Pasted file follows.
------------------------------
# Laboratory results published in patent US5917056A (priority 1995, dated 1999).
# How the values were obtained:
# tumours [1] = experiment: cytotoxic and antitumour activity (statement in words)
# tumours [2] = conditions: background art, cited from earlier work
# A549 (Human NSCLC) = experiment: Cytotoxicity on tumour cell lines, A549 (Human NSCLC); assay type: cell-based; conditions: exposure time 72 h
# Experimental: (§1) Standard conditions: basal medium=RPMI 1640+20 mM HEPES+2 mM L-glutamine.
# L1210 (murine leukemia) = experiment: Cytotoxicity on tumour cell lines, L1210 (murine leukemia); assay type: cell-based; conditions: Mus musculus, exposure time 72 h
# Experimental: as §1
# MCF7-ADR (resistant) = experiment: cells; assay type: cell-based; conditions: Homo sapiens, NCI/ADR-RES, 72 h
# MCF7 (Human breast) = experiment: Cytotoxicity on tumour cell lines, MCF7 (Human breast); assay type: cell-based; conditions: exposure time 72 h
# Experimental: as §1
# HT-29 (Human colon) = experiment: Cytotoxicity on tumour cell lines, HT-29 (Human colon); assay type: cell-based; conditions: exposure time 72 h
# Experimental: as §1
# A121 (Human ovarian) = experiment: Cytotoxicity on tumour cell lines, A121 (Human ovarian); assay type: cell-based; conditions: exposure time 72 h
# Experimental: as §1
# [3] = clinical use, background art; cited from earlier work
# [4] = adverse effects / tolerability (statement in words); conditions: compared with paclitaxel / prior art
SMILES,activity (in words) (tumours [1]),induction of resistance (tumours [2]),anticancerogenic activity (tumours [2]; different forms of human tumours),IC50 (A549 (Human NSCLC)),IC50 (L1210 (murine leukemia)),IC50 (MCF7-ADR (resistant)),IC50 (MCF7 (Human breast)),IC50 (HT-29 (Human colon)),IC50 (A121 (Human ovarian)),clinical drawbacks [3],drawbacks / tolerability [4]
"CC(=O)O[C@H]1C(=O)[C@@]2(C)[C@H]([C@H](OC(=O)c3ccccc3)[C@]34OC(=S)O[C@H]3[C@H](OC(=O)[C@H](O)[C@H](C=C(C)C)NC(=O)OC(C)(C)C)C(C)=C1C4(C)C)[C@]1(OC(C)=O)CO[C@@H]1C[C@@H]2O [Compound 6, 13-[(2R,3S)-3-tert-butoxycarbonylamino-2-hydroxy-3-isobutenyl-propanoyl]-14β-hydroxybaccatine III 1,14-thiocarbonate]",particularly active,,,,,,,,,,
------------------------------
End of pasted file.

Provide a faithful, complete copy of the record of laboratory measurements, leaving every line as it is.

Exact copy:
# Laboratory results published in patent US5917056A (priority 1995, dated 1999).
# How the values were obtained:
# tumours [1] = experiment: cytotoxic and antitumour activity (statement in words)
# tumours [2] = conditions: background art, cited from earlier work
# A549 (Human NSCLC) = experiment: Cytotoxicity on tumour cell lines, A549 (Human NSCLC); assay type: cell-based; conditions: exposure time 72 h
# Experimental: (§1) Standard conditions: basal medium=RPMI 1640+20 mM HEPES+2 mM L-glutamine.
# L1210 (murine leukemia) = experiment: Cytotoxicity on tumour cell lines, L1210 (murine leukemia); assay type: cell-based; conditions: Mus musculus, exposure time 72 h
# Experimental: as §1
# MCF7-ADR (resistant) = experiment: cells; assay type: cell-based; conditions: Homo sapiens, NCI/ADR-RES, 72 h
# MCF7 (Human breast) = experiment: Cytotoxicity on tumour cell lines, MCF7 (Human breast); assay type: cell-based; conditions: exposure time 72 h
# Experimental: as §1
# HT-29 (Human colon) = experiment: Cytotoxicity on tumour cell lines, HT-29 (Human colon); assay type: cell-based; conditions: exposure time 72 h
# Experimental: as §1
# A121 (Human ovarian) = experiment: Cytotoxicity on tumour cell lines, A121 (Human ovarian); assay type: cell-based; conditions: exposure time 72 h
# Experimental: as §1
# [3] = clinical use, background art; cited from earlier work
# [4] = adverse effects / tolerability (statement in words); conditions: compared with paclitaxel / prior art
SMILES,activity (in words) (tumours [1]),induction of resistance (tumours [2]),anticancerogenic activity (tumours [2]; different forms of human tumours),IC50 (A549 (Human NSCLC)),IC50 (L1210 (murine leukemia)),IC50 (MCF7-ADR (resistant)),IC50 (MCF7 (Human breast)),IC50 (HT-29 (Human colon)),IC50 (A121 (Human ovarian)),clinical drawbacks [3],drawbacks / tolerability [4]
"CC(=O)O[C@H]1C(=O)[C@@]2(C)[C@H]([C@H](OC(=O)c3ccccc3)[C@]34OC(=S)O[C@H]3[C@H](OC(=O)[C@H](O)[C@H](C=C(C)C)NC(=O)OC(C)(C)C)C(C)=C1C4(C)C)[C@]1(OC(C)=O)CO[C@@H]1C[C@@H]2O [Compound 6, 13-[(2R,3S)-3-tert-butoxycarbonylamino-2-hydroxy-3-isobutenyl-propanoyl]-14β-hydroxybaccatine III 1,14-thiocarbonate]",particularly active,,,,,,,,,,